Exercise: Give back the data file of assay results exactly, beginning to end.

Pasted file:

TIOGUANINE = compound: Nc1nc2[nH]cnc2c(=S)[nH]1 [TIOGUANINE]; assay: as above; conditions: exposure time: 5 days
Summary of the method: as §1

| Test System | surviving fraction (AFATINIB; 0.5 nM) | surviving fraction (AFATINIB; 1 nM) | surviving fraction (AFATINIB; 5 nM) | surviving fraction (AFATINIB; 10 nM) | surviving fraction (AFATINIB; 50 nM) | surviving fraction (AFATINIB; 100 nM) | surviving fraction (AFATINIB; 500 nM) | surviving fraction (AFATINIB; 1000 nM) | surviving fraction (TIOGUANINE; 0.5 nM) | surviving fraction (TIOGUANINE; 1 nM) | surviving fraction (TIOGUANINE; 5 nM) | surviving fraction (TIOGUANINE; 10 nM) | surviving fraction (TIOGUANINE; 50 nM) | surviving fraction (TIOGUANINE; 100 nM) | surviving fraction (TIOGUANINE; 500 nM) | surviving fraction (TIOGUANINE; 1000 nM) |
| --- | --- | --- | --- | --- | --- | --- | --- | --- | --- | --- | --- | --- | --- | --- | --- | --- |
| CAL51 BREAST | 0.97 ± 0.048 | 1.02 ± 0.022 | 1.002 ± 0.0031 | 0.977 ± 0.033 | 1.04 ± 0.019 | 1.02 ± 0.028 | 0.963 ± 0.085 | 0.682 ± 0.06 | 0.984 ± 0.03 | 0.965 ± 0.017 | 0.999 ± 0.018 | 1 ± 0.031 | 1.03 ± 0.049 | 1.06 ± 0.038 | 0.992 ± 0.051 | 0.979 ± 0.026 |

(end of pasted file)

TIOGUANINE = compound: Nc1nc2[nH]cnc2c(=S)[nH]1 [TIOGUANINE]; assay: as above; conditions: exposure time: 5 days
Summary of the method: as §1

| Test System | surviving fraction (AFATINIB; 0.5 nM) | surviving fraction (AFATINIB; 1 nM) | surviving fraction (AFATINIB; 5 nM) | surviving fraction (AFATINIB; 10 nM) | surviving fraction (AFATINIB; 50 nM) | surviving fraction (AFATINIB; 100 nM) | surviving fraction (AFATINIB; 500 nM) | surviving fraction (AFATINIB; 1000 nM) | surviving fraction (TIOGUANINE; 0.5 nM) | surviving fraction (TIOGUANINE; 1 nM) | surviving fraction (TIOGUANINE; 5 nM) | surviving fraction (TIOGUANINE; 10 nM) | surviving fraction (TIOGUANINE; 50 nM) | surviving fraction (TIOGUANINE; 100 nM) | surviving fraction (TIOGUANINE; 500 nM) | surviving fraction (TIOGUANINE; 1000 nM) |
| --- | --- | --- | --- | --- | --- | --- | --- | --- | --- | --- | --- | --- | --- | --- | --- | --- |
| CAL51 BREAST | 0.97 ± 0.048 | 1.02 ± 0.022 | 1.002 ± 0.0031 | 0.977 ± 0.033 | 1.04 ± 0.019 | 1.02 ± 0.028 | 0.963 ± 0.085 | 0.682 ± 0.06 | 0.984 ± 0.03 | 0.965 ± 0.017 | 0.999 ± 0.018 | 1 ± 0.031 | 1.03 ± 0.049 | 1.06 ± 0.038 | 0.992 ± 0.051 | 0.979 ± 0.026 |